I’ve commented on this subject from time to time but thought I’d have another go at it since the questions never seem to go away. I’m referring to the language used in our day-to-day work in measurement and calibration.

Okay, I’ll admit I’m as bad as the next person when it comes to using slang but it’s so handy, which is why most people use it. It works as long as everyone understands what it means and therein lies the problem—not everyone does. Herewith some examples you may have run across with hopefully some clarifications.

Pitch Diameter, Simple Pitch Diameter, Effective Diameter, Vee-groove Diameter

As you’ve already guessed, these all relate to screw threads and the most common element of them that is gaged or measured: the pitch diameter. This one is made worse by the reality that it is an imaginary diameter halfway between the crest and root of a full thread form. Simple pitch diameter refers to a measurement of that diameter on its own as an isolated element and assumes that any other features that it encompasses are perfect and of no effect to this simple pitch diameter size.

The term Vee-groove diameter came into vogue some time back to prevent people from assuming it was something else but it means the same thing as simple pitch diameter. The Brits use the term effective pitch diameter when the simple pitch diameter reading of size is corrected to reflect the fact that the other elements of the thread that affect it are accounted for and the declared size reading adjusted accordingly.

When the pitch of a screw thread is more or less than perfect, it affects the functional size of the thread so that a bolt with a simple PD reading within tolerance may not get passed by thread ring gages because the effect of this makes it functionally larger.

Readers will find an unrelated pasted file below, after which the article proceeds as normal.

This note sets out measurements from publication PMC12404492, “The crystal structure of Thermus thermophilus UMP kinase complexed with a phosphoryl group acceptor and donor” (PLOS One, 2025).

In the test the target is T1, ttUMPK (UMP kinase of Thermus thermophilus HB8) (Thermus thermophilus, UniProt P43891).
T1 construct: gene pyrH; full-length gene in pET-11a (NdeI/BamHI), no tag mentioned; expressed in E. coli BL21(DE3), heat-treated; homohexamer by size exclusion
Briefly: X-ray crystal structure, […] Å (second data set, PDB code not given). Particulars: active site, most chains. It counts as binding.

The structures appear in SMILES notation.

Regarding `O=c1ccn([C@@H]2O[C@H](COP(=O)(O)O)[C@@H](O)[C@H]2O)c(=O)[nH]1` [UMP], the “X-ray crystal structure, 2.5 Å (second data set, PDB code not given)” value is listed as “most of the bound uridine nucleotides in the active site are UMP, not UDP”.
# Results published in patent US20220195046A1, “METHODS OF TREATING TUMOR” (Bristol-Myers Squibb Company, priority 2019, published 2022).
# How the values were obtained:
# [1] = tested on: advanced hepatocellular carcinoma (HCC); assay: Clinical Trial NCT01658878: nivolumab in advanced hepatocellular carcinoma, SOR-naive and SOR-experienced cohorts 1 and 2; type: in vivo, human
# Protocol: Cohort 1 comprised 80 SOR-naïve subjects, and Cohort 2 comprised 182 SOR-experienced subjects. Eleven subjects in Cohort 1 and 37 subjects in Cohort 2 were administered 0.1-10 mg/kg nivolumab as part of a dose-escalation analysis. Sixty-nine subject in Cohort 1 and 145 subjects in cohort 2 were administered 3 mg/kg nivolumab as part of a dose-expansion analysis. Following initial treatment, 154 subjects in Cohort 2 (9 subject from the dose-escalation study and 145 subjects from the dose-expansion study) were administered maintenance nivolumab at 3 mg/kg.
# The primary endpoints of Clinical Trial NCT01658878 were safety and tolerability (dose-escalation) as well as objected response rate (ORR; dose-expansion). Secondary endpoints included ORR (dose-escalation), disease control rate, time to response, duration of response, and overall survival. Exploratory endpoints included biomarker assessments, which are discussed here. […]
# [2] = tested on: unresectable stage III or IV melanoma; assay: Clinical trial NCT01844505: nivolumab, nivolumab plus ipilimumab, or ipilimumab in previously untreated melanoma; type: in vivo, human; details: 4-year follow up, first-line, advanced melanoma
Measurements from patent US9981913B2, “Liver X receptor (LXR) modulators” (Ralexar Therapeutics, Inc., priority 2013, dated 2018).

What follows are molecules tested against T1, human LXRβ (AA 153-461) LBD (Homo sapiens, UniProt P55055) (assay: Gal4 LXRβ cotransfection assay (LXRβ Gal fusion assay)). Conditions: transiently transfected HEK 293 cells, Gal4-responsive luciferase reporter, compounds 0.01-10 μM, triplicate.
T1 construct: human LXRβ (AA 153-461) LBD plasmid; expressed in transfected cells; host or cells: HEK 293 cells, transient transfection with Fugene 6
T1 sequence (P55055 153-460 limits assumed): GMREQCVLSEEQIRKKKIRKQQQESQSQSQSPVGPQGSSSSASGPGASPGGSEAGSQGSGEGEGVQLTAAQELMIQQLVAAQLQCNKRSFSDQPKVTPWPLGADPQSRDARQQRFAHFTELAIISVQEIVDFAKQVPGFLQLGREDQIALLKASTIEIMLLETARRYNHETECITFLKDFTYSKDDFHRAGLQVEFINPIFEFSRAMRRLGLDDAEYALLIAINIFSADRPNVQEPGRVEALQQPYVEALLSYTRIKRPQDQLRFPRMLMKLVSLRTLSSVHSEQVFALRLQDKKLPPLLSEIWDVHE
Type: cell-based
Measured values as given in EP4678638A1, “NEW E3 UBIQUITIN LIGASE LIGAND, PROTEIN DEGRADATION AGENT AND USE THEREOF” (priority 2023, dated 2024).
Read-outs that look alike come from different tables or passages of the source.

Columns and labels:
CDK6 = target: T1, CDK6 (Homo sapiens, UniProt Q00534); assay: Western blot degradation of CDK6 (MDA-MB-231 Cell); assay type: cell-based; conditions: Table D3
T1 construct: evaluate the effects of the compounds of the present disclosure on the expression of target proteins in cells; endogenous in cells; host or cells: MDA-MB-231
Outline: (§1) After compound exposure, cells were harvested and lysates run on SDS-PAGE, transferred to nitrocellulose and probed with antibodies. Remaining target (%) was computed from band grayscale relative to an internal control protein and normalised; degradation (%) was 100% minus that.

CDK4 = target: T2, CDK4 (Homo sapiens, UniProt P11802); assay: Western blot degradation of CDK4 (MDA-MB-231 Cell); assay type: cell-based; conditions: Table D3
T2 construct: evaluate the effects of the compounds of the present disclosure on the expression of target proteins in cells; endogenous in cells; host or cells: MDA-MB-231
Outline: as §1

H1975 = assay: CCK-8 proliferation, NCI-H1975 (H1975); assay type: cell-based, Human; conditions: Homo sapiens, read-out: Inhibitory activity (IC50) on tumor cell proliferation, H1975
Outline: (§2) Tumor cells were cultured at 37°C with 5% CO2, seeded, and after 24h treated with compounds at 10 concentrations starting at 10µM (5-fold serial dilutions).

To make your day more interesting, a drunken thread has the same effect and consequences but there is little AA can do to help you. What it means is the thread form does not follow a uniform helical path, something that is difficult to measure without special equipment designed for that purpose.

These are the reasons there are so many arguments over thread gage measurement using different types of measuring instruments or fixed limit gages and terminology.

Setting Rods, End Standards et al

As the name implies, end standards are physical representations of a dimension between their two end faces. The most common of these are gage blocks but there are others such as the setting rods used with micrometers over one inch or 25mm in capacity. Setting rods usually have flat parallel end faces but some have been made with spherical ends on them. There are sets of end standards that are about one inch/25mm diameter tubes that are very accurately made and can be screwed together to make up large dimensional masters. They can be used for setting micrometers as well. A common mistake in using the rods supplied with micrometers is to assume that by setting the micrometer with them you are calibrating the micrometer but you are not. You are simply giving it a reference or starting point for its measuring range. Calibration would require that you check several points over the range of the instrument to support the claim it has been calibrated.

Feeler, Feeler Gages

There are tools called feeler gages and if you don’t specify otherwise, you get a device which has a series of narrow thin steel leaves of varying thickness for checking small gaps such as those found on spark plugs. Today we have a lot of folks making gaging fixtures with reference pins or blocks on them a set distance from edges or other features of the component being checked. The nominal gap between the component and the pins is easily checked with a ‘feeler’ gage that could be specially designed for the application or, as is often the case, a typical go/no go plain cylindrical plug gage.

These simple gages can be a source of argument if you don’t specify the exact type of ‘feeler’ or ‘feeler gage’ you require. Failure to do so can leave you with a tool that is not suitable for the job or returnable and feeling miserable.